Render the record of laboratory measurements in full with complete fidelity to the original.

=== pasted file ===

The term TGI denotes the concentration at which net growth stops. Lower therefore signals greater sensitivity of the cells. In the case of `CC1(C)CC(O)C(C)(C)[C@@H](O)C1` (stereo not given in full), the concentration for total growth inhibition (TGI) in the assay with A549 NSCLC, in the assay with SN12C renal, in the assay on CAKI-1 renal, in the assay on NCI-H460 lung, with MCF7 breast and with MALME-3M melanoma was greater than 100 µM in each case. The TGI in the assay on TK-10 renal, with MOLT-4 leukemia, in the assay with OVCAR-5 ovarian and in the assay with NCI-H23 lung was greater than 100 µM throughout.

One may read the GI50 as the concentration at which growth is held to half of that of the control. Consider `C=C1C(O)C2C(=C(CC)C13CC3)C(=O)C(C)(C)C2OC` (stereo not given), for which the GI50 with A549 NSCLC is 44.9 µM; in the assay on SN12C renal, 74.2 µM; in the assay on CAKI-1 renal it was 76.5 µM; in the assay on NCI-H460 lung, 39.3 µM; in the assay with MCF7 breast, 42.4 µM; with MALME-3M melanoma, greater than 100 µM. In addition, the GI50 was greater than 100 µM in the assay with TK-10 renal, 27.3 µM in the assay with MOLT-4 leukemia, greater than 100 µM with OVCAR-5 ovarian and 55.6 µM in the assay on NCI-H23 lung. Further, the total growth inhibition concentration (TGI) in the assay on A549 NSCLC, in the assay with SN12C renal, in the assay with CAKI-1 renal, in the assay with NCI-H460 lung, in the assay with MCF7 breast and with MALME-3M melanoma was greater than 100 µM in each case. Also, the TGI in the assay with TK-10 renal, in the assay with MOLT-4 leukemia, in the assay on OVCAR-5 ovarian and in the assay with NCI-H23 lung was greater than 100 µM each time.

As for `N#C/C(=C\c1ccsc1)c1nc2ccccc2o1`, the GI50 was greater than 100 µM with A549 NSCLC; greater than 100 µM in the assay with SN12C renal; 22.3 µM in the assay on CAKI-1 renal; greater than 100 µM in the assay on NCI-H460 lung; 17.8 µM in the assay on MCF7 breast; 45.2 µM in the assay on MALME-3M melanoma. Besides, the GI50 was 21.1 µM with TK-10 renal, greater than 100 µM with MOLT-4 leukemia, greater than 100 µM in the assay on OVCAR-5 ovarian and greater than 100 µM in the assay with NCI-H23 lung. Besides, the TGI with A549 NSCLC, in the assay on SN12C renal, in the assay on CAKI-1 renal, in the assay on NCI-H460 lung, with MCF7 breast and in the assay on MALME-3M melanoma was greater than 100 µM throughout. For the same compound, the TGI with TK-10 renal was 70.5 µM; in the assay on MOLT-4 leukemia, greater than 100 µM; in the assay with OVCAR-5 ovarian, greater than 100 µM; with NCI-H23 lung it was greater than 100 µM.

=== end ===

The term TGI denotes the concentration at which net growth stops. Lower therefore signals greater sensitivity of the cells. In the case of `CC1(C)CC(O)C(C)(C)[C@@H](O)C1` (stereo not given in full), the concentration for total growth inhibition (TGI) in the assay with A549 NSCLC, in the assay with SN12C renal, in the assay on CAKI-1 renal, in the assay on NCI-H460 lung, with MCF7 breast and with MALME-3M melanoma was greater than 100 µM in each case. The TGI in the assay on TK-10 renal, with MOLT-4 leukemia, in the assay with OVCAR-5 ovarian and in the assay with NCI-H23 lung was greater than 100 µM throughout.

One may read the GI50 as the concentration at which growth is held to half of that of the control. Consider `C=C1C(O)C2C(=C(CC)C13CC3)C(=O)C(C)(C)C2OC` (stereo not given), for which the GI50 with A549 NSCLC is 44.9 µM; in the assay on SN12C renal, 74.2 µM; in the assay on CAKI-1 renal it was 76.5 µM; in the assay on NCI-H460 lung, 39.3 µM; in the assay with MCF7 breast, 42.4 µM; with MALME-3M melanoma, greater than 100 µM. In addition, the GI50 was greater than 100 µM in the assay with TK-10 renal, 27.3 µM in the assay with MOLT-4 leukemia, greater than 100 µM with OVCAR-5 ovarian and 55.6 µM in the assay on NCI-H23 lung. Further, the total growth inhibition concentration (TGI) in the assay on A549 NSCLC, in the assay with SN12C renal, in the assay with CAKI-1 renal, in the assay with NCI-H460 lung, in the assay with MCF7 breast and with MALME-3M melanoma was greater than 100 µM in each case. Also, the TGI in the assay with TK-10 renal, in the assay with MOLT-4 leukemia, in the assay on OVCAR-5 ovarian and in the assay with NCI-H23 lung was greater than 100 µM each time.

As for `N#C/C(=C\c1ccsc1)c1nc2ccccc2o1`, the GI50 was greater than 100 µM with A549 NSCLC; greater than 100 µM in the assay with SN12C renal; 22.3 µM in the assay on CAKI-1 renal; greater than 100 µM in the assay on NCI-H460 lung; 17.8 µM in the assay on MCF7 breast; 45.2 µM in the assay on MALME-3M melanoma. Besides, the GI50 was 21.1 µM with TK-10 renal, greater than 100 µM with MOLT-4 leukemia, greater than 100 µM in the assay on OVCAR-5 ovarian and greater than 100 µM in the assay with NCI-H23 lung. Besides, the TGI with A549 NSCLC, in the assay on SN12C renal, in the assay on CAKI-1 renal, in the assay on NCI-H460 lung, with MCF7 breast and in the assay on MALME-3M melanoma was greater than 100 µM throughout. For the same compound, the TGI with TK-10 renal was 70.5 µM; in the assay on MOLT-4 leukemia, greater than 100 µM; in the assay with OVCAR-5 ovarian, greater than 100 µM; with NCI-H23 lung it was greater than 100 µM.